The trend of the intercepts shows an expected behaviour as a function of wavelength. The intercepts of the three clusters get brighter at larger wavelengths, because the sample of ETGs is expected to be constituted by a population of galaxies with passive spectral energy distributions. The trend as a function of redshift is also consistent with what we already found in Tortorelli et al. (2018), meaning that the intercepts become fainter at lower redshift due to the passive ageing of the ETG stellar populations. The scatter points of AS1063 and M0416 are almost consistent at all wavelengths, given their smaller difference in redshift with respect to M1149.

5. Conclusions

In this Letter, we present our investigation of how the KR parameters change as a function of the wavelength range probed. We performed this analysis using spectroscopically confirmed cluster members of the three FF clusters, Abell S1063 (z = 0.348), MACS J0416.1-240(z = 0.396), and MACS J1149.5+2223 (z = 0.542) in seven photometric wavebands from the observed B-band to the observed H-band.

We measured the galaxy structural parameters for the KR using the PYTHON package MORPHOFIT (Tortorelli & Mercurio 2023), following a refined version of the methodology of increasing image size already adopted in Tortorelli et al. (2018). We used the structural parameters to select ETGs as those with Sérsic indices, nF814W ≥ 2.5, and magnitude brighter than the completeness limit, mF814W ≤ 22.5 ABmag.

We built the KR across the whole range of available wavelengths, and find that the KR intercepts follow an expected trend, becoming fainter at lower redshift due to the passive ageing of the ETG stellar populations. We also find that the slopes of the KRs increase smoothly with wavelength for all three clusters.

This result extends the conclusions already found by La Barbera et al. (2010) at low redshift with SDSS to intermediate redshifts. The slope increase with wavelength implies that smaller ETGs are more centrally concentrated in the NIR than those with larger radii with respect to the optical regime. As different wavelengths probe different stellar populations, this also implies that smaller ETGs have stronger internal stellar population gradients than larger ETGs. Our investigation of the slope change with wavelength suggests that studies addressing the KR evolution should be conducted at similar rest-frame wavebands at different redshifts for a robust comparison.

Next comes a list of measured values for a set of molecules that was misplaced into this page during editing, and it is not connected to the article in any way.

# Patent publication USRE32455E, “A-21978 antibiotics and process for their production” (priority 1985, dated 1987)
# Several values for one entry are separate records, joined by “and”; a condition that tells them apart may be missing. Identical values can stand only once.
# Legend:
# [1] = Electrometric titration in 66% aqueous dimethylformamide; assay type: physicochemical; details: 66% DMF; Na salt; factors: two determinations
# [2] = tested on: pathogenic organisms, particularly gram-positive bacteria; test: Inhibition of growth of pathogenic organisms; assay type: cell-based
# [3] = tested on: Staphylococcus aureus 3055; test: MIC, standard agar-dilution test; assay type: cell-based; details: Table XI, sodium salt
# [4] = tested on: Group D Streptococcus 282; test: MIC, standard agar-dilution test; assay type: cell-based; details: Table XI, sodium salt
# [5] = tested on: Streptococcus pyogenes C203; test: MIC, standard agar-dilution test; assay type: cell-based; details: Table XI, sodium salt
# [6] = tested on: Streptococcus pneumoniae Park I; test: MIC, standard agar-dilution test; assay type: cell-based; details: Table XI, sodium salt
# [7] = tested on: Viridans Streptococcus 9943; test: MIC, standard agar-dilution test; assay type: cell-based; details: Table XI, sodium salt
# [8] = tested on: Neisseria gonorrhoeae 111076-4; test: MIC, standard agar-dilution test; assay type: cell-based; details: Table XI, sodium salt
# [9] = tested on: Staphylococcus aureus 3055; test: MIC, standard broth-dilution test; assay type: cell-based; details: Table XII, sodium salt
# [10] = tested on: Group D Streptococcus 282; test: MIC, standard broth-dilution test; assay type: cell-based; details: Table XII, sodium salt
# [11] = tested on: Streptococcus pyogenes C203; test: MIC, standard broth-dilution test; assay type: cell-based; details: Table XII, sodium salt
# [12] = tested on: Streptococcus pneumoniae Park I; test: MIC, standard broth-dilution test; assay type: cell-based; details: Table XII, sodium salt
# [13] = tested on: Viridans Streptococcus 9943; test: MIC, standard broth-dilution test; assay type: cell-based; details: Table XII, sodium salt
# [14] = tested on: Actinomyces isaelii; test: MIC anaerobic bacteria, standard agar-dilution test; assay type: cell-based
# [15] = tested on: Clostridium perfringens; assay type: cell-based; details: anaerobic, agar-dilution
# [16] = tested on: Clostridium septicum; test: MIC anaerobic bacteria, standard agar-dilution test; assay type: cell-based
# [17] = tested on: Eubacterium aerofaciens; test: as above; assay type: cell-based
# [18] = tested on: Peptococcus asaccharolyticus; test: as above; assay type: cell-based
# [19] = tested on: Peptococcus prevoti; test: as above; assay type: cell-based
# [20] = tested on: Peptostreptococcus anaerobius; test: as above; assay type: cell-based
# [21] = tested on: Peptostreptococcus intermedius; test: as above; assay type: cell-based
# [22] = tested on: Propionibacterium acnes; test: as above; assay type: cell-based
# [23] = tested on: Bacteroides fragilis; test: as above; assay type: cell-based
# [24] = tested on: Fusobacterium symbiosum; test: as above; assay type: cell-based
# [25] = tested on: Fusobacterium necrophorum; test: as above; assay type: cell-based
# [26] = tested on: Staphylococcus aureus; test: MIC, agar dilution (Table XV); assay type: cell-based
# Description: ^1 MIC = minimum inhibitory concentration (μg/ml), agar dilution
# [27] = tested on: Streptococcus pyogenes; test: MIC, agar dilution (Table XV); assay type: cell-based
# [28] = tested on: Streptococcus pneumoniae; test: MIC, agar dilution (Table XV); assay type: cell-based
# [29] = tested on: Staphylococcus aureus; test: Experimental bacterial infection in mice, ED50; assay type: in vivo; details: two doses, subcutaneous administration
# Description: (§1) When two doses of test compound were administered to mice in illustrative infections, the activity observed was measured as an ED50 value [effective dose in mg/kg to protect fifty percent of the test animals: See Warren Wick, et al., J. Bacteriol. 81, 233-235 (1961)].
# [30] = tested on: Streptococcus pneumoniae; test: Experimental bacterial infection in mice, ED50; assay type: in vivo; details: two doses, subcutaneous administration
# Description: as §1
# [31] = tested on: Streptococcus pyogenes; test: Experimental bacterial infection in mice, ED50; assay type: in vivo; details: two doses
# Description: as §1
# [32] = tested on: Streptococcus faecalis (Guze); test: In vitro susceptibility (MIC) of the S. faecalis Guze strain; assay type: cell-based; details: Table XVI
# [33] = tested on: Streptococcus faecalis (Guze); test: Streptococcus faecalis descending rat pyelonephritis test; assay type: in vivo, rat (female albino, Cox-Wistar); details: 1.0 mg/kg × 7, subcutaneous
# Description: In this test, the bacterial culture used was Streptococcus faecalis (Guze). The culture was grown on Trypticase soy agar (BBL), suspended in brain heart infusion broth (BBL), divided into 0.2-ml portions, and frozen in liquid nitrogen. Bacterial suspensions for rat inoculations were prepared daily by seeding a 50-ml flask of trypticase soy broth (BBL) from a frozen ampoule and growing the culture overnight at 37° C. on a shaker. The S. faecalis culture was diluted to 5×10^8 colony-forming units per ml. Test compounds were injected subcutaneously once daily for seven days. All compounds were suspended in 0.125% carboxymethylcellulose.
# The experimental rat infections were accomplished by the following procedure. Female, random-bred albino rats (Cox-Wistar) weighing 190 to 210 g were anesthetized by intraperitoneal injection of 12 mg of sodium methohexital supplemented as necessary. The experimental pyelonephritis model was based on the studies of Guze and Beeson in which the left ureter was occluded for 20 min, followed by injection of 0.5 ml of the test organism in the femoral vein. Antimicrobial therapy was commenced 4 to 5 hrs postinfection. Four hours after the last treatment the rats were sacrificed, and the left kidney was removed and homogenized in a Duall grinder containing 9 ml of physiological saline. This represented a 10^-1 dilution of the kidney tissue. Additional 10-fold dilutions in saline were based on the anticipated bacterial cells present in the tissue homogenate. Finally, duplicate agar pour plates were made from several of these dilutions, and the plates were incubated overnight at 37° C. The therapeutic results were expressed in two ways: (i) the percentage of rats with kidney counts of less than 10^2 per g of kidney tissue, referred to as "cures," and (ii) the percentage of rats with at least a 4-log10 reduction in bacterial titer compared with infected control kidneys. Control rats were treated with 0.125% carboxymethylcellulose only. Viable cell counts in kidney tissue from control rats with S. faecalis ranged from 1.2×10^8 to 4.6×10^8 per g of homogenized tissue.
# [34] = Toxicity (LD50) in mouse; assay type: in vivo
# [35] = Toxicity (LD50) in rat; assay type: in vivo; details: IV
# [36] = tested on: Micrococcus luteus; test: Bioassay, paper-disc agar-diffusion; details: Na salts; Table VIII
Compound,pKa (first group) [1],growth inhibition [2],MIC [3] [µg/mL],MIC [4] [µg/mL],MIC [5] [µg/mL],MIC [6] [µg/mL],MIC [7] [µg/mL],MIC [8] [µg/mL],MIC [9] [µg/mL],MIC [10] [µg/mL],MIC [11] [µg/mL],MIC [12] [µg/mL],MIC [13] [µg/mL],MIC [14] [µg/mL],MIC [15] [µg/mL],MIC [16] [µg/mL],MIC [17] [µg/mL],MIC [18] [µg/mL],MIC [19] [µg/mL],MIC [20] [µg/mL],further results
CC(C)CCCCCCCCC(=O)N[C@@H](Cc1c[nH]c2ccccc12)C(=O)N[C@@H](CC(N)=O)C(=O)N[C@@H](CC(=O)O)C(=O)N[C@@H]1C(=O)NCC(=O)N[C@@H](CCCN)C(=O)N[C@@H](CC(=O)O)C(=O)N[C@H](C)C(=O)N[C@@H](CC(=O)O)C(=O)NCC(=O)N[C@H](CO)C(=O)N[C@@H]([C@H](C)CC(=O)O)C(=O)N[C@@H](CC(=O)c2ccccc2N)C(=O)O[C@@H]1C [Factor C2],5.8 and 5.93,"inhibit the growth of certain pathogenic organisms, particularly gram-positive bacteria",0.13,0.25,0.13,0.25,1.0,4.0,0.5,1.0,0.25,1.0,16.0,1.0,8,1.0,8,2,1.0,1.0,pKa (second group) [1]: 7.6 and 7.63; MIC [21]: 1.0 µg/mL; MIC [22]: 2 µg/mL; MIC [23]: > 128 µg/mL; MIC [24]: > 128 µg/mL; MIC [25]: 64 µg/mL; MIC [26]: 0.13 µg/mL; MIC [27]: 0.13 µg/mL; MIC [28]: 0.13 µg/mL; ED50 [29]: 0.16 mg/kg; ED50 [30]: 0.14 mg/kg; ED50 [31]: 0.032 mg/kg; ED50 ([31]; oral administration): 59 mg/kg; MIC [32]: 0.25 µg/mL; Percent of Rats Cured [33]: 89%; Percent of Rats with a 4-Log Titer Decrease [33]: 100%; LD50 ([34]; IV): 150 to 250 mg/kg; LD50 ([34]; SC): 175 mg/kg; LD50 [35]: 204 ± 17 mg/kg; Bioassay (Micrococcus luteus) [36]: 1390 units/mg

Acknowledgments

We acknowledge financial contributions by PRIN-MIUR 2017WSCC32 “Zooming into dark matter and proto-galaxies with massive lensing clusters” (P.I.: P.Rosati), INAF “main-stream” 1.05.01.86.20: “Deep and wide view of galaxy clusters (P.I.: M. Nonino)” and INAF “main-stream” 1.05.01.86.31 “The deepest view of high-redshift galaxies and globular cluster precursors in the early Universe” (P.I.: E. Vanzella). The CLASH Multi-Cycle Treasury Program is based on observations made with the NASA/ESA Hubble Space Telescope. The Space Telescope Science Institute is operated by the Association of Universities for Research in Astronomy, Inc., under NASA contract NAS 5-26555. Based on observations made with the European Southern Observatory Very Large Telescope (ESO/VLT) at Cerro Paranal, under programme IDs 60.A-9345(A), 095.A-0653(A), 294.A-5032(A) and 186.A-0798(A).

References

  1. Akritas, M. G., & Bershady, M. A. 1996, ApJ, 470, 706 [Google Scholar]
  2. Andreon, S., Dong, H., & Raichoor, A. 2016, A&A, 593, A2 [NASA ADS] [CrossRef] [EDP Sciences] [Google Scholar]
  3. Annunziatella, M., Bonamigo, M., Grillo, C., et al. 2017, ApJ, 851, 81 [NASA ADS] [CrossRef] [Google Scholar]
  4. Balestra, I., Vanzella, E., Rosati, P., et al. 2018, A&A, 611, C2 [NASA ADS] [CrossRef] [EDP Sciences] [Google Scholar]
  5. Bender, R., Burstein, D., & Faber, S. M. 1992, ApJ, 399, 462 [NASA ADS] [CrossRef] [Google Scholar]
  6. Bergamini, P., Rosati, P., Mercurio, A., et al. 2019, A&A, 631, A130 [NASA ADS] [CrossRef] [EDP Sciences] [Google Scholar]
  7. Bertin, E., & Arnouts, S. 1996, A&AS, 117, 393 [NASA ADS] [CrossRef] [EDP Sciences] [Google Scholar]
  8. Caminha, G. B., Grillo, C., Rosati, P., et al. 2016, A&A, 587, A80 [NASA ADS] [CrossRef] [EDP Sciences] [Google Scholar]
  9. Caminha, G. B., Grillo, C., Rosati, P., et al. 2017, A&A, 600, A90 [NASA ADS] [CrossRef] [EDP Sciences] [Google Scholar]
  10. Costantin, L., Corsini, E. M., Méndez-Abreu, J., et al. 2018, MNRAS, 481, 3623 [CrossRef] [Google Scholar]
  11. Djorgovski, S., & Davis, M. 1987, ApJ, 313, 59 [Google Scholar]
  12. D’Onofrio, M., & Chiosi, C. 2022, A&A, 661, A150 [NASA ADS] [CrossRef] [EDP Sciences] [Google Scholar]
  13. D’Onofrio, M., & Chiosi, C. 2023, A&A, in press https://doi.org/10.1051/0004-6361/202245057 [Google Scholar]
  14. Dressler, A., Lynden-Bell, D., Burstein, D., et al. 1987, ApJ, 313, 42 [Google Scholar]
  15. Fagioli, M., Carollo, C. M., Renzini, A., et al. 2016, ApJ, 831, 173 [NASA ADS] [CrossRef] [Google Scholar]
  16. Gadotti, D. A. 2009, MNRAS, 393, 1531 [Google Scholar]
  17. Gao, H., Ho, L. C., Barth, A. J., & Li, Z.-Y. 2020, ApJs, 247, 20 [NASA ADS] [CrossRef] [Google Scholar]
  18. Granata, G., Mercurio, A., Grillo, C., et al. 2022, A&A, 659, A24 [NASA ADS] [CrossRef] [EDP Sciences] [Google Scholar]
  19. Grillo, C., Karman, W., Suyu, S. H., et al. 2016, ApJ, 822, 78 [Google Scholar]
  20. Grillo, C., Rosati, P., Suyu, S. H., et al. 2018, ApJ, 860, 94 [Google Scholar]
  21. Grillo, C., Rosati, P., Suyu, S. H., et al. 2020, ApJ, 898, 87 [Google Scholar]
  22. Gruen, D., Brimioulle, F., Seitz, S., et al. 2013, MNRAS, 432, 1455 [NASA ADS] [CrossRef] [Google Scholar]